Pittsburgh Post-Gazette (November 23, 1944)
War leaves its impress upon each and every day in the year. Thanksgiving Day is no exception. Traditionally a family festival, we find most families separated. Turkey has given way to canned rations for a lot of American boys this year. The lurking Indian enemy is the old school books prints has become a more modern savage in Nazi or Jap uniform. The Puritan’s protecting blunderbuss has been transformed into the footslogger’s bazooka.
There is much to be thankful for – war or no war. We are closer to victory than we were a year ago. We are blessed with great resources and have successfully turned them to our defense. We are well-fed, warm, comfortable. We have been spared the destruction of our homes and cities. If we look around us and across the oceans, we know that we are, in truth, the fortunate of the earth.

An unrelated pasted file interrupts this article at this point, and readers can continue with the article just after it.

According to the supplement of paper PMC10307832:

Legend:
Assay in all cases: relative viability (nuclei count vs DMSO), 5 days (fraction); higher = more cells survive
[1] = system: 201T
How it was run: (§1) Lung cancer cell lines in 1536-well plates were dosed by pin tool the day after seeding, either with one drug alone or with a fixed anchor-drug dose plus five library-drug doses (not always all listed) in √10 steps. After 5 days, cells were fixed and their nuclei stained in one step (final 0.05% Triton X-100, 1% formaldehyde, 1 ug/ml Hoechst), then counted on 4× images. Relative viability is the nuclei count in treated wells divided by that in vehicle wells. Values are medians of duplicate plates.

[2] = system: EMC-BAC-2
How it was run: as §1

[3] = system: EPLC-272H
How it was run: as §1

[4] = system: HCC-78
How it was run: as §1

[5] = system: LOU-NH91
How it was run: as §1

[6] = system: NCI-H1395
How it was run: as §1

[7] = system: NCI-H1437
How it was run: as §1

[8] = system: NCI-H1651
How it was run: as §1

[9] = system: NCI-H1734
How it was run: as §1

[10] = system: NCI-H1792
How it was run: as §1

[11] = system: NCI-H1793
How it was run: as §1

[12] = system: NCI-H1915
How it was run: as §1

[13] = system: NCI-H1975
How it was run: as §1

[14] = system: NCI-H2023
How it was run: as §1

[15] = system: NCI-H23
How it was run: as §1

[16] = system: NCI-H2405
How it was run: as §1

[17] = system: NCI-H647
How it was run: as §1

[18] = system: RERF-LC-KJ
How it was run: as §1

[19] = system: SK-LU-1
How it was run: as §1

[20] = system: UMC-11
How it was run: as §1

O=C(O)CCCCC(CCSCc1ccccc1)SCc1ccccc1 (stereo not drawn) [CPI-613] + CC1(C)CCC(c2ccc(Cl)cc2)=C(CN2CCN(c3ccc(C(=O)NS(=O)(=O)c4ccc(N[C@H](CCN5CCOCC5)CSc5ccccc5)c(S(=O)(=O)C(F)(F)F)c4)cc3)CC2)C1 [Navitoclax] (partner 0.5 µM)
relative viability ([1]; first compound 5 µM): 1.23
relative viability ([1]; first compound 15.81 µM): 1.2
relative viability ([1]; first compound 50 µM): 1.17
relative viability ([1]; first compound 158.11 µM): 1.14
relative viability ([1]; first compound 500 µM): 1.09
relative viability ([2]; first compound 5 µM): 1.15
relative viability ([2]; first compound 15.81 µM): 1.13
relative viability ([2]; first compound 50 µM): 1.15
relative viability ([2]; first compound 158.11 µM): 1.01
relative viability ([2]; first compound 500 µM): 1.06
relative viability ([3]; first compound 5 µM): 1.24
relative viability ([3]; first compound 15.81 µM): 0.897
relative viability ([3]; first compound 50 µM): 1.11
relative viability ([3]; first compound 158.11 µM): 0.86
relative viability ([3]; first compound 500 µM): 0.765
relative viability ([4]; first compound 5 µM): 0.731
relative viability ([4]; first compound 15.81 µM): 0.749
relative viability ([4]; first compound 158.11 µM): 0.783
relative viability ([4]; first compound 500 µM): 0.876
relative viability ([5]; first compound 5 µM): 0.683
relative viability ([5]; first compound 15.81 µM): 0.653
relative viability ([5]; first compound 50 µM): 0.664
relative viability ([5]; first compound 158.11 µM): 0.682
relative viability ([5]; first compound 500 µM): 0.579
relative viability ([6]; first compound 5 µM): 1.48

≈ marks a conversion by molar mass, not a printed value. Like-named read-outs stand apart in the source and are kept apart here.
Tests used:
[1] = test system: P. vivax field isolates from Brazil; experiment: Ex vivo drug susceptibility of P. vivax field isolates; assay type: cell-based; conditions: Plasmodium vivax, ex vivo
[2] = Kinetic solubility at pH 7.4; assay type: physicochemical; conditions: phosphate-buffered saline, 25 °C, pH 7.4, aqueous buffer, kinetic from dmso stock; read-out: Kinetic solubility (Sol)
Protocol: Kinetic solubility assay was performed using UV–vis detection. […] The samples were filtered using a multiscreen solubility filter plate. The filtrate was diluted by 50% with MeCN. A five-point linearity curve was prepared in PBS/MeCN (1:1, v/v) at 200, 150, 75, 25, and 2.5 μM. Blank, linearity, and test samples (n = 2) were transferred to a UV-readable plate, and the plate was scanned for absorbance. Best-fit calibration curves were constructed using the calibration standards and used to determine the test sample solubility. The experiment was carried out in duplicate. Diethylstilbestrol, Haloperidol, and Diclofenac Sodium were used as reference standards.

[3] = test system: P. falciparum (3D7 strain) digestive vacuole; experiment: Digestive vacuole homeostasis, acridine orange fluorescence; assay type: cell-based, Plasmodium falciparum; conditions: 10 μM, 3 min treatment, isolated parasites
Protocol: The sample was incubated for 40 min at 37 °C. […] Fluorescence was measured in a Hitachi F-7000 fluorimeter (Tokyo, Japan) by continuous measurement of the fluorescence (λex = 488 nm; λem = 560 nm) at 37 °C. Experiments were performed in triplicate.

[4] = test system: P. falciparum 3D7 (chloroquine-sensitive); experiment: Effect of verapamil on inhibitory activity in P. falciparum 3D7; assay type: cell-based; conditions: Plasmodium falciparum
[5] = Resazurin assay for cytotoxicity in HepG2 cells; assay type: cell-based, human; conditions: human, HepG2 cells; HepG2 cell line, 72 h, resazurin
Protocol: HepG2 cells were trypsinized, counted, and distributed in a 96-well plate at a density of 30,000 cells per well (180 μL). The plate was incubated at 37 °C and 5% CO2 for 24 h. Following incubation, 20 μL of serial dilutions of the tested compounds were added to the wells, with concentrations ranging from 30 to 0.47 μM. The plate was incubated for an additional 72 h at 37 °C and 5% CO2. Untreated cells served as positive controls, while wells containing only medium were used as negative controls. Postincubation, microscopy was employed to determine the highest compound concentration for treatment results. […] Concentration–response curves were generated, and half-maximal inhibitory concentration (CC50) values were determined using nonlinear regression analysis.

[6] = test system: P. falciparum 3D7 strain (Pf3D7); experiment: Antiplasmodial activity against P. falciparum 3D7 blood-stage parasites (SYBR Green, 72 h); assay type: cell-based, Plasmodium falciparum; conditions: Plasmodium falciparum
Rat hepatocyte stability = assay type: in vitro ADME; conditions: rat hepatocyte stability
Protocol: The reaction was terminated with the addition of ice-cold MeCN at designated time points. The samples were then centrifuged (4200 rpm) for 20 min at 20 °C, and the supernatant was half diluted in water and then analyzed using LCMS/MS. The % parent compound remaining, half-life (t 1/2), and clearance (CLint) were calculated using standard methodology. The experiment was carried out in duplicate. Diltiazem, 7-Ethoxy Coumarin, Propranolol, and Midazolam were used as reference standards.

But as we give thanks to our Creator and Protector today, let it not be in the spirit of the Pharisee who praised God that he was not as other men. It is so easy to be smug – even on our knees. If there is one thing, above all others, for which we should give thanks today and every day it is not our wealth or our resources or our comforts but that they had not deadened our spirit and courage. When we sing that grand hymn of James Russell Lowell – “Once to every man and nation comes the moment to decide, in the strife of Truth and Falsehood, for the good or evil side” – we can hold our heads high. That is something for which, as a nation, we may be eternally grateful.
We have had the strength and the courage and the character to meet the test of war. We may well ask that we be endowed with them in equal measure for the tasks of peace that lie ahead.